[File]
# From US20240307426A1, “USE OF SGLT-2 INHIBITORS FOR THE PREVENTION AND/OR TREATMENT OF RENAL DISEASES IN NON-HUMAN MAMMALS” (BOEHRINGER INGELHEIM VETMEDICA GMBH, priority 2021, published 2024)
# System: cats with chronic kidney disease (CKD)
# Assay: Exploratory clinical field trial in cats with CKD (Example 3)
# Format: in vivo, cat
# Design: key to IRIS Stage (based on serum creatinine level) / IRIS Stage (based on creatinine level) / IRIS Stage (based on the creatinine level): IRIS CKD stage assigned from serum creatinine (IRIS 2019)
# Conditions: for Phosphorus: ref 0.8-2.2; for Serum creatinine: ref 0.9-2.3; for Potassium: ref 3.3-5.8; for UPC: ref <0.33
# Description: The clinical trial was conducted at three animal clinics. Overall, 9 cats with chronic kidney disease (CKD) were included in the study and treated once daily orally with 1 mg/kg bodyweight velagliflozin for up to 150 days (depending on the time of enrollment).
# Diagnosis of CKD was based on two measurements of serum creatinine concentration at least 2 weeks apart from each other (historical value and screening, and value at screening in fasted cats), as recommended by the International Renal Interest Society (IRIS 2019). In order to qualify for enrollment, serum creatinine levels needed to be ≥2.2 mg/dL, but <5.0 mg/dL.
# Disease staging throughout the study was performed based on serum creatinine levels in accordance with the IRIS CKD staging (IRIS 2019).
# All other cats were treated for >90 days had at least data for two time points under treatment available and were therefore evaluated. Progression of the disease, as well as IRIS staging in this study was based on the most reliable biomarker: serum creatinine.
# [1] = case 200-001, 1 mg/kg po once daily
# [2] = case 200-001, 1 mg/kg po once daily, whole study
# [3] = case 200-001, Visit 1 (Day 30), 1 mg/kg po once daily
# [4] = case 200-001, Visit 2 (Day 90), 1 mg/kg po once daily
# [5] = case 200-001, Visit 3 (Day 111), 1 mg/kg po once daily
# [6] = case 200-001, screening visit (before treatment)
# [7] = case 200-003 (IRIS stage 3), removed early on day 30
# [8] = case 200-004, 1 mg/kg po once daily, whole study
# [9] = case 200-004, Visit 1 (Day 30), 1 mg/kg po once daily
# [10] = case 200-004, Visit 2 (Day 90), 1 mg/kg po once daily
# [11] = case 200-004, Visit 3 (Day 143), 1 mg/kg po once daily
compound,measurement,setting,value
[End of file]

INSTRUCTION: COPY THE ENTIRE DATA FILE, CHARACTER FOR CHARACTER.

# From US20240307426A1, “USE OF SGLT-2 INHIBITORS FOR THE PREVENTION AND/OR TREATMENT OF RENAL DISEASES IN NON-HUMAN MAMMALS” (BOEHRINGER INGELHEIM VETMEDICA GMBH, priority 2021, published 2024)
# System: cats with chronic kidney disease (CKD)
# Assay: Exploratory clinical field trial in cats with CKD (Example 3)
# Format: in vivo, cat
# Design: key to IRIS Stage (based on serum creatinine level) / IRIS Stage (based on creatinine level) / IRIS Stage (based on the creatinine level): IRIS CKD stage assigned from serum creatinine (IRIS 2019)
# Conditions: for Phosphorus: ref 0.8-2.2; for Serum creatinine: ref 0.9-2.3; for Potassium: ref 3.3-5.8; for UPC: ref <0.33
# Description: The clinical trial was conducted at three animal clinics. Overall, 9 cats with chronic kidney disease (CKD) were included in the study and treated once daily orally with 1 mg/kg bodyweight velagliflozin for up to 150 days (depending on the time of enrollment).
# Diagnosis of CKD was based on two measurements of serum creatinine concentration at least 2 weeks apart from each other (historical value and screening, and value at screening in fasted cats), as recommended by the International Renal Interest Society (IRIS 2019). In order to qualify for enrollment, serum creatinine levels needed to be ≥2.2 mg/dL, but <5.0 mg/dL.
# Disease staging throughout the study was performed based on serum creatinine levels in accordance with the IRIS CKD staging (IRIS 2019).
# All other cats were treated for >90 days had at least data for two time points under treatment available and were therefore evaluated. Progression of the disease, as well as IRIS staging in this study was based on the most reliable biomarker: serum creatinine.
# [1] = case 200-001, 1 mg/kg po once daily
# [2] = case 200-001, 1 mg/kg po once daily, whole study
# [3] = case 200-001, Visit 1 (Day 30), 1 mg/kg po once daily
# [4] = case 200-001, Visit 2 (Day 90), 1 mg/kg po once daily
# [5] = case 200-001, Visit 3 (Day 111), 1 mg/kg po once daily
# [6] = case 200-001, screening visit (before treatment)
# [7] = case 200-003 (IRIS stage 3), removed early on day 30
# [8] = case 200-004, 1 mg/kg po once daily, whole study
# [9] = case 200-004, Visit 1 (Day 30), 1 mg/kg po once daily
# [10] = case 200-004, Visit 2 (Day 90), 1 mg/kg po once daily
# [11] = case 200-004, Visit 3 (Day 143), 1 mg/kg po once daily
compound,measurement,setting,value